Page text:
as he toddled by, straightening his sweatshirt when it rode up on his
stomach. She asked questions about his health, and his grandmother asked
whether he was talking yet. The next hour was filled with more gifts,
occasional shyness, laughter and baby babble. At one point, the baby fed
each of us a Cheez-It.

He seemed to put us in order by how often he'd seen
us in the past year. First me, then his grandmother, who had received regular
visits, then his aunt and uncle, who he'd seen twice in the past year, and
finally, his mother. "Oh look! He gave YOU a cracker!" the aunt said
enthusiastically when he gave one to his mother. Eventually, the baby was
tearing around the room, playing with each of his new toys, laughing and
interacting with everyone, occasionally looking at me as if to say, "This is
OK, right?"

After an hour, the caseworker said it was time to say goodbye. The
husband, aunt and uncle left the room, leaving only the mother, the
grandmother, the caseworker and me. The grandmother picked up the baby,
hugged him tight and kissed his face vigorously several times. He giggled
and pushed away, wanting to be put on the floor.

She passed him to his
mother, who held him over her newly pregnant belly, and tried to hug him.
He looked to me, giggling. She turned him to face her, tears again
streaming down her face, and said, "You be good. I love you. I love you."
She hugged him tight, and he giggled and looked away. She pressed her head
against his and hugged him again, and then returned him to her mother and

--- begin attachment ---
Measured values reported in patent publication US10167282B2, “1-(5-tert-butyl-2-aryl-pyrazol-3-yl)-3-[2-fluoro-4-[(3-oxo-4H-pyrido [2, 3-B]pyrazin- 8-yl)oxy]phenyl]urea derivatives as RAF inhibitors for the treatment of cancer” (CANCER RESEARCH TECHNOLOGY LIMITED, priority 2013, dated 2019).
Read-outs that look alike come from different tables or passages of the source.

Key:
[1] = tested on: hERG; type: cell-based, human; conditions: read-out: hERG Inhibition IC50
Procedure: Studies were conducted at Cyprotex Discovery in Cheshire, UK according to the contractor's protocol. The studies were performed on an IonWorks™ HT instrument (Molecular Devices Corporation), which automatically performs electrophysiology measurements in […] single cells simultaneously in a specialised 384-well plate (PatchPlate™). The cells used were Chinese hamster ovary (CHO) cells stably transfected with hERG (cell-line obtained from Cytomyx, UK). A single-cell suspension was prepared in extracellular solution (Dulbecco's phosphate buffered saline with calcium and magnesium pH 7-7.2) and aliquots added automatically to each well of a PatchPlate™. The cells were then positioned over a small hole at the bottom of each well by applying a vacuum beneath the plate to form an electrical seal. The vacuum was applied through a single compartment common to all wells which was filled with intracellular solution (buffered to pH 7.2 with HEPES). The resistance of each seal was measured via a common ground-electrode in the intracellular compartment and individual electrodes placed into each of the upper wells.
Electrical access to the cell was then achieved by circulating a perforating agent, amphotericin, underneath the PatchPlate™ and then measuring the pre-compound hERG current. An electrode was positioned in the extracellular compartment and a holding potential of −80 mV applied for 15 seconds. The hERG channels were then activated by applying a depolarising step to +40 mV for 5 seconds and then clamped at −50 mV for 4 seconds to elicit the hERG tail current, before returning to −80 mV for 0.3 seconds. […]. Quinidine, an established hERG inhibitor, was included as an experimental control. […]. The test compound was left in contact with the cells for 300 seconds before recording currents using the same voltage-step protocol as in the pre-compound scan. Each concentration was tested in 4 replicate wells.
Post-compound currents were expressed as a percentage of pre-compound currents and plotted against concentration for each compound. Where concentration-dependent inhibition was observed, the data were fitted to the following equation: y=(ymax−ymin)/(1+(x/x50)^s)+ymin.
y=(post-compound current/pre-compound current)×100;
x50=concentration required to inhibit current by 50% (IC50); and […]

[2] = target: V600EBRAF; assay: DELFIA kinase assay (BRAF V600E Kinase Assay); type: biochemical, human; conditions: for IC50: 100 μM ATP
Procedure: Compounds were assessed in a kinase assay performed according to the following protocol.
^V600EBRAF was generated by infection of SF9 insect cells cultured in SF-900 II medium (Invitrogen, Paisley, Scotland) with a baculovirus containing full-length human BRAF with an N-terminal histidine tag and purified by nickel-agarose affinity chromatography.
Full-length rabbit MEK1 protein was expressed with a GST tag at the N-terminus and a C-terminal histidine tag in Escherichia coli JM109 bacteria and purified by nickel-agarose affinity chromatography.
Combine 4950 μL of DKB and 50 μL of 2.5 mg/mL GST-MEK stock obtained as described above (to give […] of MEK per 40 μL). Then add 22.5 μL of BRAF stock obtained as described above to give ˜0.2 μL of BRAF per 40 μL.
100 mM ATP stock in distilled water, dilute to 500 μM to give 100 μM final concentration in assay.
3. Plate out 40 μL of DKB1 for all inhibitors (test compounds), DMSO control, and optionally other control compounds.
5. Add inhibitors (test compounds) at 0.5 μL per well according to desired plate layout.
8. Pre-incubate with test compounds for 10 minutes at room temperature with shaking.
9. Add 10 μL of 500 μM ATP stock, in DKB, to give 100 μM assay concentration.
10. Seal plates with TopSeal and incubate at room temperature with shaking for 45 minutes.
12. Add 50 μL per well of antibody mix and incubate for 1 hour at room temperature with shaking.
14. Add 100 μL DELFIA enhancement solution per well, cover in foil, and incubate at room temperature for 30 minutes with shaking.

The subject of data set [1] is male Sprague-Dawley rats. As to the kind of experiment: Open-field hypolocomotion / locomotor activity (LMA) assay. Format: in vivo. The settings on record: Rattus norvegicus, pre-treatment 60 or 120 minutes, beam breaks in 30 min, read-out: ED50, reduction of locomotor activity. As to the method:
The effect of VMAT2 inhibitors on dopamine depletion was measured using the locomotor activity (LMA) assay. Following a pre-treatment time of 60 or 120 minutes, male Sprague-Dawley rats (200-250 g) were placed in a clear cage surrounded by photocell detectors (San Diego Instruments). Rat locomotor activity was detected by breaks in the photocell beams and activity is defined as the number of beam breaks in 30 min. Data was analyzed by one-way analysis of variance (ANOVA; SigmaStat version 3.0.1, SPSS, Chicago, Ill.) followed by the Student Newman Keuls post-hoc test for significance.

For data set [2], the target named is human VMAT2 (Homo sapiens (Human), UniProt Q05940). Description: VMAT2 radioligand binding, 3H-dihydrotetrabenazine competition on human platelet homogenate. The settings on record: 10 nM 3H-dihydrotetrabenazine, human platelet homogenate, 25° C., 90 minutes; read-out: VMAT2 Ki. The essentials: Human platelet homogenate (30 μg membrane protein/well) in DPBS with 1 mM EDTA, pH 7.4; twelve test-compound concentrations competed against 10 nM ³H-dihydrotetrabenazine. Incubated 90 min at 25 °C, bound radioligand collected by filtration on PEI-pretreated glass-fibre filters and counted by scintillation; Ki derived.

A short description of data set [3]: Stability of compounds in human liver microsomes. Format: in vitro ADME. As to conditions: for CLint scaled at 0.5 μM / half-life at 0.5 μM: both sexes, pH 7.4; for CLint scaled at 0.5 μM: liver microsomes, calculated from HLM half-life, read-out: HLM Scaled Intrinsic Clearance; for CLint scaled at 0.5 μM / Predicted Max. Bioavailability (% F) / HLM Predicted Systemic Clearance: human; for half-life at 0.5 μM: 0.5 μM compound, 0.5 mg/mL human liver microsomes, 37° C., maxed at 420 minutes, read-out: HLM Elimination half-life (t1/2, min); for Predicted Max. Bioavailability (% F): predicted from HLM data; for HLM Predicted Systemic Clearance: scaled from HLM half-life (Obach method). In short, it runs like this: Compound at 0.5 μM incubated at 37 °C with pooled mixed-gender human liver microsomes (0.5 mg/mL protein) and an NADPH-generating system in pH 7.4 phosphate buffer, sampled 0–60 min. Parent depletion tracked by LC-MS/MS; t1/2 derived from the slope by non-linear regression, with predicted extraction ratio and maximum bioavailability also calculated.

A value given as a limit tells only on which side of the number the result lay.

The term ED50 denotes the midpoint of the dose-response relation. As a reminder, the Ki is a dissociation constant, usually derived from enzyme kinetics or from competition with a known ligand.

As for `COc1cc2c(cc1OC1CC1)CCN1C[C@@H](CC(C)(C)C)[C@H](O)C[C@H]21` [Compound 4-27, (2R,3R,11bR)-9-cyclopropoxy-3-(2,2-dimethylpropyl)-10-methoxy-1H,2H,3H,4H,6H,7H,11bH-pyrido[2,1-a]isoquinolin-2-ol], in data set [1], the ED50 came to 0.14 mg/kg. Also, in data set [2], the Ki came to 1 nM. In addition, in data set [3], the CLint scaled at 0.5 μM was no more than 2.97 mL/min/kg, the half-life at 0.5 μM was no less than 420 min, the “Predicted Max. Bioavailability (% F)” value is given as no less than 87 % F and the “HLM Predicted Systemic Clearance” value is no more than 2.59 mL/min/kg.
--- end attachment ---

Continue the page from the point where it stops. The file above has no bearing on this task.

said, "OK." Her mother put him on the floor, and he toddled to the door.
The mother and the grandmother called after him, "Bye-bye." The caseworker
opened the door and he raced out.

The caseworker had told the mother that if the visit became too emotional,
she would have to cut it short to prevent the baby from becoming upset or
afraid. So although the mother cried openly while signing the consent
papers, she stifled her tears during the visit until she said goodbye.

I don't know what was going through her mind during all of this. She must
have prepared herself for the fact that he was unlikely to recognize her,
and that he might not even want her to hold him. She might have been
thinking about what could have been -- her new baby, her new husband and
this baby, a happy family. She might have remembered when her own mother
relinquished custody of her so that she could live with a relative in a
different state. She might have worried about whether the state would take
her new baby.

As we have gradually come to learn, the meaning of the word "family" is
fluid. When this mother signed all those papers, she made sure to check
every box that would enable her child to find her, to contact her, to know
everything about her. She enabled his future adoptive family to contact
her, to send pictures and to coordinate visits if they desire.

At the same
time, she understood that she might never see this child again. His new
family could change his name, keep their own identity a secret, and he might
never try to find her. But she brought presents, held her tears, held him
tight and told him she loved him anyway, even if the goodbye was forever.

The way she cared for her baby, or failed to, resulted in her losing him. I
expect she will live with that loss for the rest of her life. She will
probably see flickers of the son she gave up in her new baby, in children on
the street and in the mirror. Throughout the year, I have doubted whether
she was or would ever become capable of being a mother, with all that that
word entails.

But today, in one of the worst situations a
mother could be expected to endure, she did the right thing. She gave her son a chance to
have a permanent family, and she loved her son all the way through saying
goodbye. And in those moments, I saw the mother she is capable of

By Beth Broeker

Beth Broeker is an attorney and volunteer for neglected and abused children in Phoenix. She also is an adopted child.